As The Design Dept grows and morphs into something I’d never expected or anticipated it is time for me to make some big decisions around how I want to be running my business. For some context I’ve been a Sole Trader for the last 10 years with no official contracts or insurances. Whoops.
This hadn’t been a problem because I started off doing logos for $500 and free coffee but as the business grows and the quotes get bigger it's now in my best interest to protect myself and my family's assets. To be honest at this stage our ‘asserts’ aren't a lot, we have a tiny bit of land here in Ballarat that we are going to build a house on this year - that’s it!
I started having a few conversations with friends and fellow designers to see what others are doing and it was a mixed bag. This week I wanted to talk about what I’ve discovered as a way to process the information I’ve gathered and hopefully offer some insight for anyone who may be in a similar totally naive black hole about their legal obligations as a business owner!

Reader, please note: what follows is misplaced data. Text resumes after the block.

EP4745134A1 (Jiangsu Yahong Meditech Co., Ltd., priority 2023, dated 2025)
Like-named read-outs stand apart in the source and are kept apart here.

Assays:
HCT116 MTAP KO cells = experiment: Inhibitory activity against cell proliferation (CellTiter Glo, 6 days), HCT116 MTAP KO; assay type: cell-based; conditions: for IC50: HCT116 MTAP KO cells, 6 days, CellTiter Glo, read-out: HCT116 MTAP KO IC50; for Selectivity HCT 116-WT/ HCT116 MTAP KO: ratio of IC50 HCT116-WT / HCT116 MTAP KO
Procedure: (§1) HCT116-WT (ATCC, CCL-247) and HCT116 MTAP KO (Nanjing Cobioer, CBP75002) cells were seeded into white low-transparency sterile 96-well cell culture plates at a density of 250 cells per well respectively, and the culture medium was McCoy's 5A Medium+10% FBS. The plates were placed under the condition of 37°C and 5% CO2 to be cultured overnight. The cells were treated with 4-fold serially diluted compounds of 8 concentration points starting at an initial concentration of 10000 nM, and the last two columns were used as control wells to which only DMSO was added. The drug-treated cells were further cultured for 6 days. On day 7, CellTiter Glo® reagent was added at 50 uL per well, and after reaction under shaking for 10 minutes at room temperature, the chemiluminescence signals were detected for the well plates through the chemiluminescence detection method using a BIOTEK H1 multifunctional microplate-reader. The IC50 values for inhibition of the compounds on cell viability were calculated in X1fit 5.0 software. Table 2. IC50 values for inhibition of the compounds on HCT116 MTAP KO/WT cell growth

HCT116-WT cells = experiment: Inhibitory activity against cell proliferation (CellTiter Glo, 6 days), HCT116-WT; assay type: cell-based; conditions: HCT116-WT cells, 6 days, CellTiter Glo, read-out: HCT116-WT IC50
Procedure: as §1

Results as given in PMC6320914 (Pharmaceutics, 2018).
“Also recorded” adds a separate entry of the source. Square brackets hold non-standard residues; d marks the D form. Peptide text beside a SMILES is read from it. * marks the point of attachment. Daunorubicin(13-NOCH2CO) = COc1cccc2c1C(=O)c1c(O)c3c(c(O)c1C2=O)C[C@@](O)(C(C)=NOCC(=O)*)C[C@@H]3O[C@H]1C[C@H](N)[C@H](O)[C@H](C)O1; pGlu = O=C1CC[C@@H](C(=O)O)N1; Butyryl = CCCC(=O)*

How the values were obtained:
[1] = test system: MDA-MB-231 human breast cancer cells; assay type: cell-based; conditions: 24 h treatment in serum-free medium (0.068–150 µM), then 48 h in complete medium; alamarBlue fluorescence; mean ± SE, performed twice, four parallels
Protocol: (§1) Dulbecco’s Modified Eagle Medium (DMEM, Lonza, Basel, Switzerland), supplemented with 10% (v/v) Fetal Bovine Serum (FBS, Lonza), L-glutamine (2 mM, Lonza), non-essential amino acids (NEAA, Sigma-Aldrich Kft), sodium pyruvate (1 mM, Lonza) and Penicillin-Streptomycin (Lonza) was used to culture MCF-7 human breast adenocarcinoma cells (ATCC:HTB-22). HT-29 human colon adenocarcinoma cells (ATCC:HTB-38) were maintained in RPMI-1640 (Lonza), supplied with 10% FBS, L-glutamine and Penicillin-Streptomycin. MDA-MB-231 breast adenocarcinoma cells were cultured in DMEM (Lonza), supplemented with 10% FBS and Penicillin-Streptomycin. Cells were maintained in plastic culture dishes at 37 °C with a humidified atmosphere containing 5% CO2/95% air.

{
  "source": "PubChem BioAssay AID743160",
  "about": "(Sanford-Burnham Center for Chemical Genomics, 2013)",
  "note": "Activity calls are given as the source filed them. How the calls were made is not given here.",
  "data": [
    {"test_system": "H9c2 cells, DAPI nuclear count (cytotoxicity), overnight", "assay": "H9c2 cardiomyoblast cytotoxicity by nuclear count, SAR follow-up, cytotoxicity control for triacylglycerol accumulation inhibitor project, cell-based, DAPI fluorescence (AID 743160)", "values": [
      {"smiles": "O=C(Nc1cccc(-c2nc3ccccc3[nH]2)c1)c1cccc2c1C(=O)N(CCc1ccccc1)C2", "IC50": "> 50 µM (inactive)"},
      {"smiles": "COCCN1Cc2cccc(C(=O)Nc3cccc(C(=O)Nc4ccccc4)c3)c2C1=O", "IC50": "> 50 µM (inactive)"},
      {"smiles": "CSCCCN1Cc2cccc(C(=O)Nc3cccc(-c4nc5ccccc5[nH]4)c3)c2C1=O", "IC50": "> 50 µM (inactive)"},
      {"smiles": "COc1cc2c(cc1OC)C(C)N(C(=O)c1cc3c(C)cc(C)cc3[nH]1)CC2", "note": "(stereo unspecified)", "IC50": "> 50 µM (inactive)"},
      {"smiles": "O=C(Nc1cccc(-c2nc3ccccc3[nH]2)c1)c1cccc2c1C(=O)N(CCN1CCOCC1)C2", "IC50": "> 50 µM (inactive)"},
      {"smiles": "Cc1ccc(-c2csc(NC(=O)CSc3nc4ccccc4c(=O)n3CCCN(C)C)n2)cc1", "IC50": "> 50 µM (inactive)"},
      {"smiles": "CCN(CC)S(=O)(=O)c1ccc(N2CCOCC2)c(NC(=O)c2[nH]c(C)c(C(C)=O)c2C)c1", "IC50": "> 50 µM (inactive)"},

Please note these are my musings and should in no way or form be considered as professional advice! I have included links where possible to help with your own research otherwise please consider this me thinking out loud! I’m also based in Australia so other countries will have different requirements as well.
Let's start at the beginning with some definitions.
A Sole Trader is an individual who runs a business. You are legally responsible for all aspects of the business. In Australia you need an ABN (Australian Business Number) which is free and it costs $37 to register a business name if you're so inclined (I have ‘The Design Dept’). You should open a new bank account to separate personal and business expenses. All the money you earn is treated as your individual income.
Companies are run by directors. You used to need two directors to start a company but now one director will do. You still have to get an ABN (free), register your company through ASIC for $509 and register your business name $37. You’ll need to open separate bank accounts in the company name. All money earned belongs to the company - not you!